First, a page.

His gorgeous glory
Might very soon be crumbling...
Am already sick of the Cummings issue... perhaps I shouldn’t watch or listen. But there’s a sort of compulsion. Is this a storm in a teacup? A diversion? Boris defending/denying. And what of the transgressions? Were they the acts of an arrogant man who fails to follow rules? Or is he really just a well intentioned father? Do we trust our government now? Did we ever? Who do we trust? Who do we believe in? Is our prime minister a benign, responsible and ultimately good man? Good intentions? Hmmmm.
An advisor for the nation
Rewriting the rules of isolation?
But if Dom didn’t transgress
By leaving his address,
This terrible mess
Is pure fabrication ...
Still the press is in quite a lather,
Should he go or maybe they’d rather
Have him publicly repent
For actions well meant -
Good intentions of a responsible father!
I wonder how the conversations went behind the scenes. Oh to be a fly on the wall sometimes... I doubt it was all laughter and banter...?
Could it have gone like this?
“Now listen here, Dom”, said BoJo
“You broke the rules don’t you know
Lockdown means stayin’ home
No one’s free to roam
So I’m telling you now you must go”
Dom screamed “ooooh that’s really so unfair,
Go on - sack me - if you dare
I’ll tell all the fools
I never broke the rules
I was just disorderly - like your hair”
“In fact I’ve got a cunning plan,
They’ll trust you ‘coz you’re the main man,
Convince them I‘ve been good,
I deserve a knighthood,
If anyone can do it, you can”
“You’re known for your shambling bluster,
Your shirt tails and hair like an old duster,
I’m all for you bluffing,
Tell ‘em I ain’t done nothin’
With all the conviction you can muster”
Had to go to the supermarket yesterday. Took a look at the beach even though the reports said people will be flocking there in bank holiday fervour. Very few people about. Lovely walk. Stared out at the endless sea and sky... just lovely.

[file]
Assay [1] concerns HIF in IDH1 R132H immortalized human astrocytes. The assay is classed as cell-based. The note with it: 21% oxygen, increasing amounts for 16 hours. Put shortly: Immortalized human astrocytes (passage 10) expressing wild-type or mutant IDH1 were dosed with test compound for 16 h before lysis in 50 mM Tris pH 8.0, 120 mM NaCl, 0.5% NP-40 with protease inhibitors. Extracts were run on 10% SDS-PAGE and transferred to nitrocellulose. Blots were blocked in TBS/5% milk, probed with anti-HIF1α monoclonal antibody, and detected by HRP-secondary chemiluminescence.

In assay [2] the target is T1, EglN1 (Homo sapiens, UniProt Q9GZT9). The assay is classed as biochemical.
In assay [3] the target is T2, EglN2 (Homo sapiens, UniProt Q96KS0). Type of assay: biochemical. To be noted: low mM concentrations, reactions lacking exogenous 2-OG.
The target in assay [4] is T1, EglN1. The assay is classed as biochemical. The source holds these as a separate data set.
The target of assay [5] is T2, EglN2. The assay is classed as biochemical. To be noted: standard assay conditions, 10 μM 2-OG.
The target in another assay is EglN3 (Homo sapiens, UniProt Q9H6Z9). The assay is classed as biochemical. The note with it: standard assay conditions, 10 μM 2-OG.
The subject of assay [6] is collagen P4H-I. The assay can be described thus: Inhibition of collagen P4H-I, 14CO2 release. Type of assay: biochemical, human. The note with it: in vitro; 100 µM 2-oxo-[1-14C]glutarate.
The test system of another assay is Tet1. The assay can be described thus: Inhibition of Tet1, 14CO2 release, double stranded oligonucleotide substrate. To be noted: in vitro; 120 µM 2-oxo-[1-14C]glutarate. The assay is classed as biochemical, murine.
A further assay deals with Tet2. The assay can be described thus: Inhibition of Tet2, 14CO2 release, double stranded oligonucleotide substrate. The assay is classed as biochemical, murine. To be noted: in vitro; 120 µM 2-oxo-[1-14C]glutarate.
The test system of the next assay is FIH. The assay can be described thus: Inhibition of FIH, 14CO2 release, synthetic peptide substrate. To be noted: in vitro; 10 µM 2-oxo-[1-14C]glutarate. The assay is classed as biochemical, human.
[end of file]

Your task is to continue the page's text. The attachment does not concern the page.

Susan, Country Victoria, Australia
I keep meaning to submit my diary entry early in our afternoon, when I am still semi coherent, but I’m always tearing around finishing something or starting one last job. When my husband is away I’m happy to find something simple for supper, but I go to quite a bit of effort for the two of us, which inevitably takes more time and energy. I get to the early evening and I’m done for! Here I am doing it again.
My dental work is finally able to start and I went to Melbourne yesterday for a consultation and establishing a treatment plan (accounts laid out with payment required on the day of service). The dentist has formidable academic qualifications and is charming and modest with it, so I feel I am in good hands. I heard someone paying their account grumbling about the hourly rate. I know the expense is not inconsiderable, but I did feel like saying quietly that it wasn’t the hour, but the last thirty years of practice and study and research that needed to be factored in, but I kept shtum. Sensible, low key and effective C19 measures were in place.
We were talking about wonderful concerts on our way into town and wondered if we would ever see Jordi Savall travelling here again. I was chuffed to see Sheila’s entry about her favourite recording of the Vivaldi opera (which is unknown to me) was the marvellous Jordi Savall. I will search it out, your live performance sounded magical.